Ideally, your overall portfolio should beat the market average. But even the best stock picker will only win with some selections. At this point some shareholders may be questioning their investment in Capstead Mortgage Corporation (NYSE:CMO), since the last five years saw the share price fall 35%.
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While markets are a powerful pricing mechanism, share prices reflect investor sentiment, not just underlying business performance. By comparing earnings per share (EPS) and share price changes over time, we can get a feel for how investor attitudes to a company have morphed over time.
Looking back five years, both Capstead Mortgage's share price and EPS declined; the latter at a rate of 48% per year. This fall in the EPS is worse than the 8.2% compound annual share price fall. So investors might expect EPS to bounce back -- or they may have previously foreseen the EPS decline. The high P/E ratio of 219.04 suggests that shareholders believe earnings will grow in the years ahead.
The company's earnings per share (over time) is depicted in the image below (click to see the exact numbers).
We like that insiders have been buying shares in the last twelve months. Even so, future earnings will be far more important to whether current shareholders make money. Dive deeper into the earnings by checking this interactive graph of Capstead Mortgage's earnings, revenue and cash flow.
What About Dividends?
As well as measuring the share price return, investors should also consider the total shareholder return (TSR). The TSR incorporates the value of any spin-offs or discounted capital raisings, along with any dividends, based on the assumption that the dividends are reinvested. So for companies that pay a generous dividend, the TSR is often a lot higher than the share price return. In the case of Capstead Mortgage, it has a TSR of 0.7% for the last 5 years. That exceeds its share price return that we previously mentioned. And there's no prize for guessing that the dividend payments largely explain the divergence!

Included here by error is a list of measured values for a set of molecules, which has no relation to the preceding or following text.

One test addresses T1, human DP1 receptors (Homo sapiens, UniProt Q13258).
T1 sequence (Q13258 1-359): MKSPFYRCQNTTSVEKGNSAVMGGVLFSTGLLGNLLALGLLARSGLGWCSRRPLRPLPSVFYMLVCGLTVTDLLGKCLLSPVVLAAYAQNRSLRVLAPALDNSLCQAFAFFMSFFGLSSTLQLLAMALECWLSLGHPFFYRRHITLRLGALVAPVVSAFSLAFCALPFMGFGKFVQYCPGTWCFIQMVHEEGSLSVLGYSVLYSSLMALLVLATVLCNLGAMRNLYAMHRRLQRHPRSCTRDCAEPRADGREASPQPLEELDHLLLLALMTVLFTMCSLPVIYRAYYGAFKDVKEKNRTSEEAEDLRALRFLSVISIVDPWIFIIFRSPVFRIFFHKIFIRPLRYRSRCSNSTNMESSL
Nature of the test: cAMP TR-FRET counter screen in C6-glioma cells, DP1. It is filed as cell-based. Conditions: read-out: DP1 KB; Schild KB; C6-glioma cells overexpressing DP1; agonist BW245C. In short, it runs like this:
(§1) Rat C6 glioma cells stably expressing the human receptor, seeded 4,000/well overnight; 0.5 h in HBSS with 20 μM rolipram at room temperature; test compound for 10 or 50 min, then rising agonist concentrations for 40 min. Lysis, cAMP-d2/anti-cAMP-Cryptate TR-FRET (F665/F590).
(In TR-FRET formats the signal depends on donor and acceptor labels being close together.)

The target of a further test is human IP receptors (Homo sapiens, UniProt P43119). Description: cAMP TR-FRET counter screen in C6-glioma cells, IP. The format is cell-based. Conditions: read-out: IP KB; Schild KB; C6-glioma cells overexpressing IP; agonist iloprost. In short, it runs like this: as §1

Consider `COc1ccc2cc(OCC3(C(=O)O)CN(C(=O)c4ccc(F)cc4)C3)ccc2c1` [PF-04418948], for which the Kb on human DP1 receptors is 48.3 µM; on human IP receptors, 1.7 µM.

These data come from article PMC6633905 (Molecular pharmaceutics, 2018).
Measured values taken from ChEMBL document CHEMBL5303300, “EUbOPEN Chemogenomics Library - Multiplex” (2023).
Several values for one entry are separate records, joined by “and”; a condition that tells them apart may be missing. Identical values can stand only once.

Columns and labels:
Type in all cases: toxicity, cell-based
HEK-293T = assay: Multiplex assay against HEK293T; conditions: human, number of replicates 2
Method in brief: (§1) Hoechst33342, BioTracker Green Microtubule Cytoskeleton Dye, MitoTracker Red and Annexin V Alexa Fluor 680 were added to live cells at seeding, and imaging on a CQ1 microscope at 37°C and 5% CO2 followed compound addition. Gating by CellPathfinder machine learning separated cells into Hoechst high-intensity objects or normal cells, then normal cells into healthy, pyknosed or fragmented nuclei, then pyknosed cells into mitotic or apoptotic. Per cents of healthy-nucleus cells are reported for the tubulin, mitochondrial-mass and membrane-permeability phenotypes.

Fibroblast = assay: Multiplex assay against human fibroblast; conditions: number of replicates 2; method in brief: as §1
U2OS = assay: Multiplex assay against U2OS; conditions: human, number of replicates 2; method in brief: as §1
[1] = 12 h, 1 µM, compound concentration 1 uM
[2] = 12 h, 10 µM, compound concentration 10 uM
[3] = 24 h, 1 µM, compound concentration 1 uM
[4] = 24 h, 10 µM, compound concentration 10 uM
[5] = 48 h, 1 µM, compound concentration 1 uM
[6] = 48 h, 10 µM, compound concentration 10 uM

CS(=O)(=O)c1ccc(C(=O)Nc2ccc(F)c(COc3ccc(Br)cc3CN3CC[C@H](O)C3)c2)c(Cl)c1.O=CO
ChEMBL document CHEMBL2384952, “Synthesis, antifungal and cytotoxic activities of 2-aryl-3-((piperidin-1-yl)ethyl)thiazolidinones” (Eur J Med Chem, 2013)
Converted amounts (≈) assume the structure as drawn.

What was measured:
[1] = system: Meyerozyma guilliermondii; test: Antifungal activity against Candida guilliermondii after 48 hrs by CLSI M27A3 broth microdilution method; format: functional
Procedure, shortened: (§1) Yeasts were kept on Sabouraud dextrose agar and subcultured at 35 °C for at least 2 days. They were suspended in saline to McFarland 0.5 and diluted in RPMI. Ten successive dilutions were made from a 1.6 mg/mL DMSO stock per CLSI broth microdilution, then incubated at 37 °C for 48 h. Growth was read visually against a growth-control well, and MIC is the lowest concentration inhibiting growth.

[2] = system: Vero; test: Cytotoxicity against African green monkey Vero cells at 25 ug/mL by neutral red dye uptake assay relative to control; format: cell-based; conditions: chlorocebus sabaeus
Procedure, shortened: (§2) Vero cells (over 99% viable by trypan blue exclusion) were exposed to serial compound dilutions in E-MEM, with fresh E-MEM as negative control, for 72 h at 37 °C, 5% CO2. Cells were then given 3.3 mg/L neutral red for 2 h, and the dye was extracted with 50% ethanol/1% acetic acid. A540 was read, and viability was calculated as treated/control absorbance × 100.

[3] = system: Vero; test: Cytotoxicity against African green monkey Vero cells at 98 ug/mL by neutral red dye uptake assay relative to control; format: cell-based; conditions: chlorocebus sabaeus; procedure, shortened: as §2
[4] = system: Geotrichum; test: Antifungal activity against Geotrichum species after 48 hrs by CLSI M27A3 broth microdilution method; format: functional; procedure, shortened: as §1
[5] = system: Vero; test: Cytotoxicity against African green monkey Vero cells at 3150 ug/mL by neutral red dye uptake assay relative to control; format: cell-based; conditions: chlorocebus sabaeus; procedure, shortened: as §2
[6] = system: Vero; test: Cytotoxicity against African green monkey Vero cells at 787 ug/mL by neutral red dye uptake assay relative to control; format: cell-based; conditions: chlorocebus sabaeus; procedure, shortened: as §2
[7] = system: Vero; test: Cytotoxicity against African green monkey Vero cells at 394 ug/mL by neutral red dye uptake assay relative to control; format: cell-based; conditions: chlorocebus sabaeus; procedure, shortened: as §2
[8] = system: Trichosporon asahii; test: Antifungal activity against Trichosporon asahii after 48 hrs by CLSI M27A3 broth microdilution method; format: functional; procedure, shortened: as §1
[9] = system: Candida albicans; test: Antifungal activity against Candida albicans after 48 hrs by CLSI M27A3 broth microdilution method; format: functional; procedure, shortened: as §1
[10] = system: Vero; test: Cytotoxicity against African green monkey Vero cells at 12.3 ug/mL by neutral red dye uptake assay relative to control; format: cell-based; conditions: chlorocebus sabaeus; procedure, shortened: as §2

A Different Perspective
Capstead Mortgage shareholders are down 0.8% for the year (even including dividends), but the market itself is up 5.2%. Even the share prices of good stocks drop sometimes, but we want to see improvements in the fundamental metrics of a business, before getting too interested. Longer term investors wouldn't be so upset, since they would have made 0.1%, each year, over five years. It could be that the recent sell-off is an opportunity, so it may be worth checking the fundamental data for signs of a long term growth trend. If you want to research this stock further, the data on insider buying is an obvious place to start. You can click here to see who has been buying shares - and the price they paid.
If you like to buy stocks alongside management, then you might just love this free list of companies. (Hint: insiders have been buying them).
Please note, the market returns quoted in this article reflect the market weighted average returns of stocks that currently trade on US exchanges.
We aim to bring you long-term focused research analysis driven by fundamental data. Note that our analysis may not factor in the latest price-sensitive company announcements or qualitative material.
If you spot an error that warrants correction, please contact the editor at firstname.lastname@example.org. This article by Simply Wall St is general in nature. It does not constitute a recommendation to buy or sell any stock, and does not take account of your objectives, or your financial situation. Simply Wall St has no position in the stocks mentioned. Thank you for reading.